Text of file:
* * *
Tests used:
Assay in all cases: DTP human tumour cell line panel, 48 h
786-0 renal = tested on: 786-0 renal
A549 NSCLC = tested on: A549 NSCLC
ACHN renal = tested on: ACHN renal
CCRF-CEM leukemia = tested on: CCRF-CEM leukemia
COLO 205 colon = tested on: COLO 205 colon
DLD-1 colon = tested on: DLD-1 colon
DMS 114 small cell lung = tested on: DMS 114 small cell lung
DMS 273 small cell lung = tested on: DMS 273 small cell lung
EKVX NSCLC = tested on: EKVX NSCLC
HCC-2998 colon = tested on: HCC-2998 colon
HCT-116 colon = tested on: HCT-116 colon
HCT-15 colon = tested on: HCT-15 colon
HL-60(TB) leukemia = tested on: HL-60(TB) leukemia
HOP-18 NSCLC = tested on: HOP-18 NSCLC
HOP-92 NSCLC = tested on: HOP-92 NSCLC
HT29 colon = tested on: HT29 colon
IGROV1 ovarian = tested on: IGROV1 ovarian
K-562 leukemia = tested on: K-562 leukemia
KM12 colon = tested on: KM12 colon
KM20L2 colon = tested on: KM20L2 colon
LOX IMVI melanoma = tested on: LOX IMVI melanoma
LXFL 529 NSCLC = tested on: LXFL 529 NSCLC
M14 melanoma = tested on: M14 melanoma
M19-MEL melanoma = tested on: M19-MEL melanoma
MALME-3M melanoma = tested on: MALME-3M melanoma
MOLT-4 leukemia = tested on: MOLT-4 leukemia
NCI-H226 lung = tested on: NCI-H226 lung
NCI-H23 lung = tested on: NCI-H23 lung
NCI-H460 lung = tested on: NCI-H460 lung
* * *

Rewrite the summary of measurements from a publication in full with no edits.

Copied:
Tests used:
Assay in all cases: DTP human tumour cell line panel, 48 h
786-0 renal = tested on: 786-0 renal
A549 NSCLC = tested on: A549 NSCLC
ACHN renal = tested on: ACHN renal
CCRF-CEM leukemia = tested on: CCRF-CEM leukemia
COLO 205 colon = tested on: COLO 205 colon
DLD-1 colon = tested on: DLD-1 colon
DMS 114 small cell lung = tested on: DMS 114 small cell lung
DMS 273 small cell lung = tested on: DMS 273 small cell lung
EKVX NSCLC = tested on: EKVX NSCLC
HCC-2998 colon = tested on: HCC-2998 colon
HCT-116 colon = tested on: HCT-116 colon
HCT-15 colon = tested on: HCT-15 colon
HL-60(TB) leukemia = tested on: HL-60(TB) leukemia
HOP-18 NSCLC = tested on: HOP-18 NSCLC
HOP-92 NSCLC = tested on: HOP-92 NSCLC
HT29 colon = tested on: HT29 colon
IGROV1 ovarian = tested on: IGROV1 ovarian
K-562 leukemia = tested on: K-562 leukemia
KM12 colon = tested on: KM12 colon
KM20L2 colon = tested on: KM20L2 colon
LOX IMVI melanoma = tested on: LOX IMVI melanoma
LXFL 529 NSCLC = tested on: LXFL 529 NSCLC
M14 melanoma = tested on: M14 melanoma
M19-MEL melanoma = tested on: M19-MEL melanoma
MALME-3M melanoma = tested on: MALME-3M melanoma
MOLT-4 leukemia = tested on: MOLT-4 leukemia
NCI-H226 lung = tested on: NCI-H226 lung
NCI-H23 lung = tested on: NCI-H23 lung
NCI-H460 lung = tested on: NCI-H460 lung